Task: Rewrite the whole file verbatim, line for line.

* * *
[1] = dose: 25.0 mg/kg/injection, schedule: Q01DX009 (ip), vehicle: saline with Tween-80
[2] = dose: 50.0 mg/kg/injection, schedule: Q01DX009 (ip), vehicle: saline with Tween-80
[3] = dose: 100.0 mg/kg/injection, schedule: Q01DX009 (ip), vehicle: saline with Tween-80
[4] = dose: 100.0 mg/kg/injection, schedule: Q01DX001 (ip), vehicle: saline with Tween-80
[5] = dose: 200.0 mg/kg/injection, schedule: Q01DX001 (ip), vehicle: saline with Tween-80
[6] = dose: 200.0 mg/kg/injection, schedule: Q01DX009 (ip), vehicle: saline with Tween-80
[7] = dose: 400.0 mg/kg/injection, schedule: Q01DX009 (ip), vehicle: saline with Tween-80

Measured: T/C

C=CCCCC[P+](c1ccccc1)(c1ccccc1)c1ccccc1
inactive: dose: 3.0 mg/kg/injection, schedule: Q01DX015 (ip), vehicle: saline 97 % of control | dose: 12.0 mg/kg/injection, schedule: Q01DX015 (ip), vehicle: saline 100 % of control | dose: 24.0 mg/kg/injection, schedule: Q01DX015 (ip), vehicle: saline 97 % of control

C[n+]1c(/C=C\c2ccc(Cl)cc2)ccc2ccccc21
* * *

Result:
[1] = dose: 25.0 mg/kg/injection, schedule: Q01DX009 (ip), vehicle: saline with Tween-80
[2] = dose: 50.0 mg/kg/injection, schedule: Q01DX009 (ip), vehicle: saline with Tween-80
[3] = dose: 100.0 mg/kg/injection, schedule: Q01DX009 (ip), vehicle: saline with Tween-80
[4] = dose: 100.0 mg/kg/injection, schedule: Q01DX001 (ip), vehicle: saline with Tween-80
[5] = dose: 200.0 mg/kg/injection, schedule: Q01DX001 (ip), vehicle: saline with Tween-80
[6] = dose: 200.0 mg/kg/injection, schedule: Q01DX009 (ip), vehicle: saline with Tween-80
[7] = dose: 400.0 mg/kg/injection, schedule: Q01DX009 (ip), vehicle: saline with Tween-80

Measured: T/C

C=CCCCC[P+](c1ccccc1)(c1ccccc1)c1ccccc1
inactive: dose: 3.0 mg/kg/injection, schedule: Q01DX015 (ip), vehicle: saline 97 % of control | dose: 12.0 mg/kg/injection, schedule: Q01DX015 (ip), vehicle: saline 100 % of control | dose: 24.0 mg/kg/injection, schedule: Q01DX015 (ip), vehicle: saline 97 % of control

C[n+]1c(/C=C\c2ccc(Cl)cc2)ccc2ccccc21